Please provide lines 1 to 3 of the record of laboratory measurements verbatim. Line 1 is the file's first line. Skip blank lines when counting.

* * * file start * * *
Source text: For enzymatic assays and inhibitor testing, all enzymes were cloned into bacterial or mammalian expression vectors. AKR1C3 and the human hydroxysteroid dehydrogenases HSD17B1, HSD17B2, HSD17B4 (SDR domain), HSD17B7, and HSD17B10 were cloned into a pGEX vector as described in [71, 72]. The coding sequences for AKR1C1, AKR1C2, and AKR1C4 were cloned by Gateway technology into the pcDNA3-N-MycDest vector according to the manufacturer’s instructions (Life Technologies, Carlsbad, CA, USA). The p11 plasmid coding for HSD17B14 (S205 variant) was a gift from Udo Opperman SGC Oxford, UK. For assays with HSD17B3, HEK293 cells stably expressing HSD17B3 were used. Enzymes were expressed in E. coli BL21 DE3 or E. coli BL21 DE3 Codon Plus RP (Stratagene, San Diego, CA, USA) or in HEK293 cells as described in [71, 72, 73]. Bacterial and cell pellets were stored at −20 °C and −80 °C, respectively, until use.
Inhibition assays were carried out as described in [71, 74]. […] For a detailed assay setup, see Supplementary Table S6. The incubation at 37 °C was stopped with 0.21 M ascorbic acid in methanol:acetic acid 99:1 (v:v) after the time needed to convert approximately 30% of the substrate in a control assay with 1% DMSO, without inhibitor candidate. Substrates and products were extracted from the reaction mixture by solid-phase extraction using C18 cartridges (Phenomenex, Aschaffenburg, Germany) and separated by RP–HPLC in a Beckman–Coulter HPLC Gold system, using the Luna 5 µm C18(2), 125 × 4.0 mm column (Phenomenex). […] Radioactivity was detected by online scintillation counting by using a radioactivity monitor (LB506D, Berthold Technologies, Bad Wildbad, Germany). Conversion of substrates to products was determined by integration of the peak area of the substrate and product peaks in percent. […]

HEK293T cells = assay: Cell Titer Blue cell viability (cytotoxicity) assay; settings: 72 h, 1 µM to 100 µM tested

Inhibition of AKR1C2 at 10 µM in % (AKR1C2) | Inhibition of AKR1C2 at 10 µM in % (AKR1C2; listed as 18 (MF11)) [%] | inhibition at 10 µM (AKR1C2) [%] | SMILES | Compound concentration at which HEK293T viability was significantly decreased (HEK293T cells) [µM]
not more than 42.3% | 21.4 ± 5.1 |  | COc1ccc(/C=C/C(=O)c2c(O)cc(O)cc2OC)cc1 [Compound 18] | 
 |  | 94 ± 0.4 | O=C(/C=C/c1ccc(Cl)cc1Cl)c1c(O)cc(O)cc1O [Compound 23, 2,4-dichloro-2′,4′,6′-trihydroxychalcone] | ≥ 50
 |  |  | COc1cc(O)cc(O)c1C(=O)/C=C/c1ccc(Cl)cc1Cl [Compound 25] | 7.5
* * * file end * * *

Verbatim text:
Source text: For enzymatic assays and inhibitor testing, all enzymes were cloned into bacterial or mammalian expression vectors. AKR1C3 and the human hydroxysteroid dehydrogenases HSD17B1, HSD17B2, HSD17B4 (SDR domain), HSD17B7, and HSD17B10 were cloned into a pGEX vector as described in [71, 72]. The coding sequences for AKR1C1, AKR1C2, and AKR1C4 were cloned by Gateway technology into the pcDNA3-N-MycDest vector according to the manufacturer’s instructions (Life Technologies, Carlsbad, CA, USA). The p11 plasmid coding for HSD17B14 (S205 variant) was a gift from Udo Opperman SGC Oxford, UK. For assays with HSD17B3, HEK293 cells stably expressing HSD17B3 were used. Enzymes were expressed in E. coli BL21 DE3 or E. coli BL21 DE3 Codon Plus RP (Stratagene, San Diego, CA, USA) or in HEK293 cells as described in [71, 72, 73]. Bacterial and cell pellets were stored at −20 °C and −80 °C, respectively, until use.
Inhibition assays were carried out as described in [71, 74]. […] For a detailed assay setup, see Supplementary Table S6. The incubation at 37 °C was stopped with 0.21 M ascorbic acid in methanol:acetic acid 99:1 (v:v) after the time needed to convert approximately 30% of the substrate in a control assay with 1% DMSO, without inhibitor candidate. Substrates and products were extracted from the reaction mixture by solid-phase extraction using C18 cartridges (Phenomenex, Aschaffenburg, Germany) and separated by RP–HPLC in a Beckman–Coulter HPLC Gold system, using the Luna 5 µm C18(2), 125 × 4.0 mm column (Phenomenex). […] Radioactivity was detected by online scintillation counting by using a radioactivity monitor (LB506D, Berthold Technologies, Bad Wildbad, Germany). Conversion of substrates to products was determined by integration of the peak area of the substrate and product peaks in percent. […]

HEK293T cells = assay: Cell Titer Blue cell viability (cytotoxicity) assay; settings: 72 h, 1 µM to 100 µM tested